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Whatisagoodrebelandabadrebel? ChoosingsideswithinsidesinSyria
Vol.19 June19,2013

I have come to realize that there is a great difference between on the one hand making two individuals fight to avoid a general battle and so finish a war, and on the other of making them fight to end a duel.
The Political Testament of Cardinal Richelieu (September 1585 December 1642)

Whatever you might think of the Assad regime, what is evident that he is fully aware of the fact that his opponents, both at home and abroad are divided on the Syrian situation and what to do about it. Both China and Russia label the Syrian conflict as an internal situation which does not need an outside intervention and must be solved internally. Domestically, the rebels have their own agendas and their own vision of Syria of the future. All rhetoric aside, all major global players have chosen sides in the Syrian conflict and intervention is already underway. At this juncture, the two crucial questions must be answered in light of President Obamas recent decision to arm the anti-Assad forces: What now? and How does this end? I am of the view that just arming the rebels will not end the US involvement in Syria. Is the President trying to appease the war hawks but without doing any more than the minimum? The administration keeps saying that there are no plans to send major weapons systems inside Syria or to establish a no-flight zone over Syria. But what if that is exactly is needed in the future to contain the conflict in Syria? The presidents mistake is to assume that he wont have to do more than what he has already done and that he can resist advocates of a deeper intervention at home and events within Syria. Sadly, he is now hostage to both. Another dimension of arming the rebels strategy is how will this arms transfer have the desired effect when Iran and Russia have been delivering Assad armaments that are much more lethal, and in large quantities? One is left to conclude either

Obamas decision amounts to a symbolic move, or it is a prelude to larger arms deliveries by the United States, something that would require the presence of American intelligence operatives and trainers on the ground. Its not hard to understand why the president wouldnt want say that the latter is in fact the case: Americans have no appetite to get involved in another Middle East adventure. Besides, it will take time for the battlefield arithmetic to be changed even if there are major arms deliveries to the Syrian opposition. Meanwhile, Assad will surely scale up his offensive, which would result in more casualties. But would that force Obama to order military strikes against Syrian military units and command and control posts so as to restrain Assad? If not, how long will it take before the resistance can be more effective against the regime, and what of the increased tempo of killing that would occur in the interim? Would the president find it morally acceptable and politically possible to wait while the resistance stages a comeback? At home, Obama is coming under pressure by hawkswithin his administration, in the Congress, in think tanks and in the mediato stay Assads hand by ramping up Americas military role. If he heeds the advice of the interventionists and orders air strikes, it stands to reason that he would have to destroy Assads air defenses and to then institute a no-flight zone that prevents Assad from hitting insurgent redoubts and moving his forces around. You can sense another armed Middle East adventure on its way by the US under a Nobel Peace Prize winner President. Then theres the external dimension. The region is already in turmoil and the chaos in Syria is a perfect opportunity for the regional powers such as Iran and Saudi Arabia to face-off through choosing sides and supporting their groups. That makes the half-hearted, half-baked US intervention more like a symbolic move than the full assault on the Assad regime- which the US might have to do in the future anyway. The how does this end? part is also challenging . The administration says that the balance on the battlefield has to be changed if the resistance is to enter peace talks holding any kind of credible hand. Fair enough. But thats not going to happen soon unless the United States delivers more than small arms and bulletsand does so rapidly and in large quantities. And even if Assads position deteriorates as a result, he would presumably wait to regain lost ground before going to the bargaining table. In other words, has the Obama administration have an idea as to what will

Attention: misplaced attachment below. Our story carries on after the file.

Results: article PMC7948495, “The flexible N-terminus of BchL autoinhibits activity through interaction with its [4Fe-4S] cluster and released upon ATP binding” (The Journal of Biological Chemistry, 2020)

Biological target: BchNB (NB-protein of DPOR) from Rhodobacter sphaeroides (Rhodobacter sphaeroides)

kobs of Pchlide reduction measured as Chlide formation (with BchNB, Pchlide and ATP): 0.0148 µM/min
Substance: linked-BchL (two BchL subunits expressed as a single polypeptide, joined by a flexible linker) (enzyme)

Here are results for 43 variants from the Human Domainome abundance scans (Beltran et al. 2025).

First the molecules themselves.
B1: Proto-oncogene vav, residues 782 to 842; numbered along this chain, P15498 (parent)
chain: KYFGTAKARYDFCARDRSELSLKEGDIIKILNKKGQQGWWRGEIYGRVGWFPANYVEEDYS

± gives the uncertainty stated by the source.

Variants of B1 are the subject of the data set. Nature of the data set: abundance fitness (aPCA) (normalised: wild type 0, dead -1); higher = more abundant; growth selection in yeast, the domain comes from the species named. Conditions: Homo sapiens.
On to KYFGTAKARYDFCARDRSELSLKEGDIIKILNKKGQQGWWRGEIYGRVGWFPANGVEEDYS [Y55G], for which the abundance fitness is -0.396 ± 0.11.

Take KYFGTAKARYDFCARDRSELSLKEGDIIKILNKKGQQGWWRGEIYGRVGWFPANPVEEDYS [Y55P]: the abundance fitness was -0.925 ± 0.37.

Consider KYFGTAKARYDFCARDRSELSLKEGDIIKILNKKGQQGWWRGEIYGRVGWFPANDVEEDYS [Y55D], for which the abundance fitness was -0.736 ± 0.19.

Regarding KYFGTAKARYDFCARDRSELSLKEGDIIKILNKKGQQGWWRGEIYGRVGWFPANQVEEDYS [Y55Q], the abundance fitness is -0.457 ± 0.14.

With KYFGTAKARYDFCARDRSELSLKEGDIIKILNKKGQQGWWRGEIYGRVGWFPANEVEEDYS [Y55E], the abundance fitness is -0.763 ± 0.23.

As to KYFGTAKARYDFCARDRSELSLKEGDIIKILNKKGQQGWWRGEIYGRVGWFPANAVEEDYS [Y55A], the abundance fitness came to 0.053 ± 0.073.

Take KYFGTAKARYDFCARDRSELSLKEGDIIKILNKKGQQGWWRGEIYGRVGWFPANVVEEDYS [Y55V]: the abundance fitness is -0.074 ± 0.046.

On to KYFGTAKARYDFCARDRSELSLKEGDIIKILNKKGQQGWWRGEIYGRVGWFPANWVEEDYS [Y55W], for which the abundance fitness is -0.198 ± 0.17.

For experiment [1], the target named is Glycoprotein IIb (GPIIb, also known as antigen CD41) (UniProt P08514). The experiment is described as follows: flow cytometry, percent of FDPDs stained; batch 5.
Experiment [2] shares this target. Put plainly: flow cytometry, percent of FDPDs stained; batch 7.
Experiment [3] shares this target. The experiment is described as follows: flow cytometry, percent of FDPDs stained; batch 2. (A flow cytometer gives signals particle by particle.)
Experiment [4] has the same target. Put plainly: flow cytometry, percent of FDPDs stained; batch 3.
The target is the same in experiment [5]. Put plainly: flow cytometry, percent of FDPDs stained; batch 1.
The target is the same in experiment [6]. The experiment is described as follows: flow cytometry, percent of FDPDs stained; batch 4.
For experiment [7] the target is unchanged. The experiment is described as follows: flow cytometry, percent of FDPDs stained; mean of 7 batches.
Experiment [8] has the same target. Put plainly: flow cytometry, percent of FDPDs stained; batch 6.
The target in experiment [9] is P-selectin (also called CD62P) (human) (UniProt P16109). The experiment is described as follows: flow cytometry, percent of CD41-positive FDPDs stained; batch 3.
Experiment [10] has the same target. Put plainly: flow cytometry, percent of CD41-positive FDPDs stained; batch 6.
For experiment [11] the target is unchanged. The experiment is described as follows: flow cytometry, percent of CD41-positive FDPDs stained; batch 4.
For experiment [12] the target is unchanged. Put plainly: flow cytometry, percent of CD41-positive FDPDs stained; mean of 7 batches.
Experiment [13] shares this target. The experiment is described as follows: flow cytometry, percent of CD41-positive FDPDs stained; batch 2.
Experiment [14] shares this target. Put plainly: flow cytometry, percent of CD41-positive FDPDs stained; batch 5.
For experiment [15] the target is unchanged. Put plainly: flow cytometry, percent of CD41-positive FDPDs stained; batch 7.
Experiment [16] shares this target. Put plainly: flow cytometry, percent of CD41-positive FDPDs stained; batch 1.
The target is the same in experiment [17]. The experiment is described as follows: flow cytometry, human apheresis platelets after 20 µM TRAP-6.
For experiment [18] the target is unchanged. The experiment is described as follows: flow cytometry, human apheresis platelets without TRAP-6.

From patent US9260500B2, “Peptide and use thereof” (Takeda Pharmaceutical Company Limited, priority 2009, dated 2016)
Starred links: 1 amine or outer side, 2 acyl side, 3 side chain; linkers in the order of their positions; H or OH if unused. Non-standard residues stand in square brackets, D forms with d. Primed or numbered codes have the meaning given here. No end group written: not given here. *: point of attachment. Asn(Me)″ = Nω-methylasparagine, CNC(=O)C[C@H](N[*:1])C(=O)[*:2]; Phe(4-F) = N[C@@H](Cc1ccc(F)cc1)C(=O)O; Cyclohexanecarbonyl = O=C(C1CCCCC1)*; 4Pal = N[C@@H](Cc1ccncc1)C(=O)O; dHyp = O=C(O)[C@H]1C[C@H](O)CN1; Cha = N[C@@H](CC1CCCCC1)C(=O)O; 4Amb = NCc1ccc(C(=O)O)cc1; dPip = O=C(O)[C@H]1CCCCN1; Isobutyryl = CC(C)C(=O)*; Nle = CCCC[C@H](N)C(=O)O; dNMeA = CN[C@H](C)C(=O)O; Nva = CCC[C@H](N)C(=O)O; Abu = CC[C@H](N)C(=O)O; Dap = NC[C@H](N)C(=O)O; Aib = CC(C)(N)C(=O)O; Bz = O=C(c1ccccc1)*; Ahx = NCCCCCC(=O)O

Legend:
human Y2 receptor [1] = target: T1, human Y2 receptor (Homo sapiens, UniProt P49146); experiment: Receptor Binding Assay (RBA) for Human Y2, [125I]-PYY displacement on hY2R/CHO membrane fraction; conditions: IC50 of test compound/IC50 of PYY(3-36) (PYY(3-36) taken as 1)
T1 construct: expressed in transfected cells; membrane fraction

constitute an end for the Syrian conflict? In a region which is going through its own soul searching in a violent way, no one can predict how the events will unfold either in Syria or anywhere else in the region. In that context, what the future holds may not be Assads victory or the oppositions triumph. Syria could metamorphose into what Lebanon was between 1975 and 1990an anarchy in which ethnic and religious militias battled for primacy, with surrounding states intervening in support of their clients. That denouement will require that the administration decide what role it envisages for the United States in the chaos, what the objectives are, and how it will go about achieving them. It could be said without a doubt that the serious and mature foreign policy must always be based on the strategic assessments of its goals and objectives and how to achieve those goals and objectives. Anything else is everything but the serious and mature foreign policy.